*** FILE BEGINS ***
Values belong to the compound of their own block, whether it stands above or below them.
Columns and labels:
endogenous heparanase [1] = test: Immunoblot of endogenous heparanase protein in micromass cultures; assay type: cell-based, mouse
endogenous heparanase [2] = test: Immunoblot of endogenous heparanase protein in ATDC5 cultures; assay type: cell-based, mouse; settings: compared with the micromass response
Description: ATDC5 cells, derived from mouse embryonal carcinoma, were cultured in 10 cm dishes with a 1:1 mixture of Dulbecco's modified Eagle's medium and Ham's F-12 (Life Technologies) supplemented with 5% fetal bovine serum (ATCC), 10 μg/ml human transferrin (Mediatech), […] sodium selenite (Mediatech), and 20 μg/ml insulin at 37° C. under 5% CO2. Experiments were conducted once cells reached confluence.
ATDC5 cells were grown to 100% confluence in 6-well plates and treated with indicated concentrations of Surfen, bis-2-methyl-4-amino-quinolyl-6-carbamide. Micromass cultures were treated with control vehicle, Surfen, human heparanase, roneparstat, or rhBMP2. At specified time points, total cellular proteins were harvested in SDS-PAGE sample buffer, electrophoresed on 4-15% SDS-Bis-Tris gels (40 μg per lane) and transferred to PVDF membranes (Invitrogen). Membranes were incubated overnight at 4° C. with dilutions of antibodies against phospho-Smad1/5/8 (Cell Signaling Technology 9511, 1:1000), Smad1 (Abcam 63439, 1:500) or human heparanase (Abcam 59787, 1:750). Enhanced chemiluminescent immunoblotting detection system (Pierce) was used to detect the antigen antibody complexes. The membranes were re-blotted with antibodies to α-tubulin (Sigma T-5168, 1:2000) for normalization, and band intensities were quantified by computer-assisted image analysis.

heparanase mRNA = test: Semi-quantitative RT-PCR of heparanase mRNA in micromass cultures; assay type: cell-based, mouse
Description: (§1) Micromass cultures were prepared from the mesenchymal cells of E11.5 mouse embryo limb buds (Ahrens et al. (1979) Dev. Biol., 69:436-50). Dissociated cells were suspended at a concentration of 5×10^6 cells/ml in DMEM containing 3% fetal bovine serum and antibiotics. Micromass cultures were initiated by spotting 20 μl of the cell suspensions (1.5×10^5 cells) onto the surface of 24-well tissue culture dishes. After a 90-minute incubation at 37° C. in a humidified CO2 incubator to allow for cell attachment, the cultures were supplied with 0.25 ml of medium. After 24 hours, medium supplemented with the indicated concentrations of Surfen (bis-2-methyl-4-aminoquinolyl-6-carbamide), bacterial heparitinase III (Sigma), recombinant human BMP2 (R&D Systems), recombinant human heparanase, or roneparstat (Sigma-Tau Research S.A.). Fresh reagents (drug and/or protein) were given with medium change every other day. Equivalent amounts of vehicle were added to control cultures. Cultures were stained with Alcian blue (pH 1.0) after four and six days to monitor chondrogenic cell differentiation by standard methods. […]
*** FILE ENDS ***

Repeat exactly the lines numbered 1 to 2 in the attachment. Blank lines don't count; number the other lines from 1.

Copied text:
Values belong to the compound of their own block, whether it stands above or below them.
Columns and labels: